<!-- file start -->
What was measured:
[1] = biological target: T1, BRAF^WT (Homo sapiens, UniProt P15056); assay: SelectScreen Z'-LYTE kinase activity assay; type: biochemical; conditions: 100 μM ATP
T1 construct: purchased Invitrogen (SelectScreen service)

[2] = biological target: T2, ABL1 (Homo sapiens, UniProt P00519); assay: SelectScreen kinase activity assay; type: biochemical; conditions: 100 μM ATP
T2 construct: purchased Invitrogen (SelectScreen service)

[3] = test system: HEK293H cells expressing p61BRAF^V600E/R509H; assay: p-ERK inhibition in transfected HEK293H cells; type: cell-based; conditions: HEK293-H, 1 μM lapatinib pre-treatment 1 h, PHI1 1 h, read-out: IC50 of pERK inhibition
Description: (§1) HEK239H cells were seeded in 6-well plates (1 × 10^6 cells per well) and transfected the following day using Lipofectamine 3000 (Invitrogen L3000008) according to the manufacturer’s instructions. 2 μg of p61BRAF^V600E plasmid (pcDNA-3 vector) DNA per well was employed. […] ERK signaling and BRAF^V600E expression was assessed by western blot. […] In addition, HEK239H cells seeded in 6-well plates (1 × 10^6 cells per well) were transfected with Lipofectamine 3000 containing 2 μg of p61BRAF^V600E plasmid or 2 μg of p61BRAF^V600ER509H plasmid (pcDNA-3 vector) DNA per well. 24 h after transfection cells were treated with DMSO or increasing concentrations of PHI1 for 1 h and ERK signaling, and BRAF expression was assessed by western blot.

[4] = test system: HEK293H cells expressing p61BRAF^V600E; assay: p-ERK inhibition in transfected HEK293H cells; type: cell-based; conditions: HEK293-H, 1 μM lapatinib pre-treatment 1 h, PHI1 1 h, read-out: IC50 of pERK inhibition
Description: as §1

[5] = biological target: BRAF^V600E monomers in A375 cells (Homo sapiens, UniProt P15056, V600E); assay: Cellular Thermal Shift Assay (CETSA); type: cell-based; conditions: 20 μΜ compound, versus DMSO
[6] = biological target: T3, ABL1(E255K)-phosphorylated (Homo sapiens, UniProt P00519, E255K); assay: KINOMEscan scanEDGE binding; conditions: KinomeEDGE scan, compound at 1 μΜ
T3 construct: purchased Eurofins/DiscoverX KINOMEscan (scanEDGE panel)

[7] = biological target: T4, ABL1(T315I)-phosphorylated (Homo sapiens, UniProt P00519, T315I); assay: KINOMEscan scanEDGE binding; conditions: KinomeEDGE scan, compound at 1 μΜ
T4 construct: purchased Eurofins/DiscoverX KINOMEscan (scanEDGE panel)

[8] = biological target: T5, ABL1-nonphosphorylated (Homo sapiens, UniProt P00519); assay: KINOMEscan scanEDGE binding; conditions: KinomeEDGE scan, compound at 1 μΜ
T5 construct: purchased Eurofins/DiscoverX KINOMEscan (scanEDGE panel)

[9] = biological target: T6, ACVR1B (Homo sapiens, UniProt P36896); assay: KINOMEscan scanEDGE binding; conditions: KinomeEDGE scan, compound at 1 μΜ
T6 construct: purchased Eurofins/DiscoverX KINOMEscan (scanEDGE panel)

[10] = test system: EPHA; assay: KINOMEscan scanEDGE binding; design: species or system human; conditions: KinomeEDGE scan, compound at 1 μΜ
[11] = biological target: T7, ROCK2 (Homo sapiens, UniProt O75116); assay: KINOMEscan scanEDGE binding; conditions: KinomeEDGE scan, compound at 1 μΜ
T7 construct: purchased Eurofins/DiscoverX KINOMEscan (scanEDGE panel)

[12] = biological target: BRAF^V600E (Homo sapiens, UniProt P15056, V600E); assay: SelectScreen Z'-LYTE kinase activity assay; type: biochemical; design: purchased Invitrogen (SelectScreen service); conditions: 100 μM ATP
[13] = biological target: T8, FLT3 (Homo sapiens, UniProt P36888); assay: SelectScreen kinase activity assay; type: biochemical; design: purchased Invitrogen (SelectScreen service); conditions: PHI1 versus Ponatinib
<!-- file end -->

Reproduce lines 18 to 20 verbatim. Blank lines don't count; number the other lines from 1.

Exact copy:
T6 construct: purchased Eurofins/DiscoverX KINOMEscan (scanEDGE panel)

[10] = test system: EPHA; assay: KINOMEscan scanEDGE binding; design: species or system human; conditions: KinomeEDGE scan, compound at 1 μΜ
[11] = biological target: T7, ROCK2 (Homo sapiens, UniProt O75116); assay: KINOMEscan scanEDGE binding; conditions: KinomeEDGE scan, compound at 1 μΜ